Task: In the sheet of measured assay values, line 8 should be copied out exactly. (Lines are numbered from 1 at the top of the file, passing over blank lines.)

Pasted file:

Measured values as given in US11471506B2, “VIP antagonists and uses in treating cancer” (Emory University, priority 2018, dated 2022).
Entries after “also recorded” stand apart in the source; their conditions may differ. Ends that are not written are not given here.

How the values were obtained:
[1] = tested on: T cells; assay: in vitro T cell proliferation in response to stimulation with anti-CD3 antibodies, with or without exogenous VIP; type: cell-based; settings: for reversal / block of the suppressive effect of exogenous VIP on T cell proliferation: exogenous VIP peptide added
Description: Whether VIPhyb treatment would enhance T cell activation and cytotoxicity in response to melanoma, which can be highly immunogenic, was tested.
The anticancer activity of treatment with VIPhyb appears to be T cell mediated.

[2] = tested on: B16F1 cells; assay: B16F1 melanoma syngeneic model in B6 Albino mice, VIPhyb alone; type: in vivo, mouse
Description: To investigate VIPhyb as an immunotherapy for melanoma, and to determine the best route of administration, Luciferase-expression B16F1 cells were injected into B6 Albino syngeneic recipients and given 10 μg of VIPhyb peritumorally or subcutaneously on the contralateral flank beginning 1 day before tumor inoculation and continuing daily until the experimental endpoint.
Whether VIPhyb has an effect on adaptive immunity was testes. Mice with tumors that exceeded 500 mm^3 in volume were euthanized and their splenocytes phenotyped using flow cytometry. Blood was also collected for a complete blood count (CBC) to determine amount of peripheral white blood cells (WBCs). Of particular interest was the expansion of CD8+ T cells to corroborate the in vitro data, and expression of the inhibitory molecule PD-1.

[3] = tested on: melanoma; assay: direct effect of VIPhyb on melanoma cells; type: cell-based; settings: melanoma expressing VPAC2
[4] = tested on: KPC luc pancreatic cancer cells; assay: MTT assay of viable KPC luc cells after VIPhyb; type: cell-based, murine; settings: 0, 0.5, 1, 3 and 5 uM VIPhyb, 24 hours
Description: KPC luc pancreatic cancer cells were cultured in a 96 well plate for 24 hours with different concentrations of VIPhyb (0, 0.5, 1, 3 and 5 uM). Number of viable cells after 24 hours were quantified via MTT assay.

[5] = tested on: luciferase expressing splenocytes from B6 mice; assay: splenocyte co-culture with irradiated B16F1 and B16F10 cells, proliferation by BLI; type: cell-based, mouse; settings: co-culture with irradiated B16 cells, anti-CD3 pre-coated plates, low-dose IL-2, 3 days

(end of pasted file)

Description: To investigate VIPhyb as an immunotherapy for melanoma, and to determine the best route of administration, Luciferase-expression B16F1 cells were injected into B6 Albino syngeneic recipients and given 10 μg of VIPhyb peritumorally or subcutaneously on the contralateral flank beginning 1 day before tumor inoculation and continuing daily until the experimental endpoint.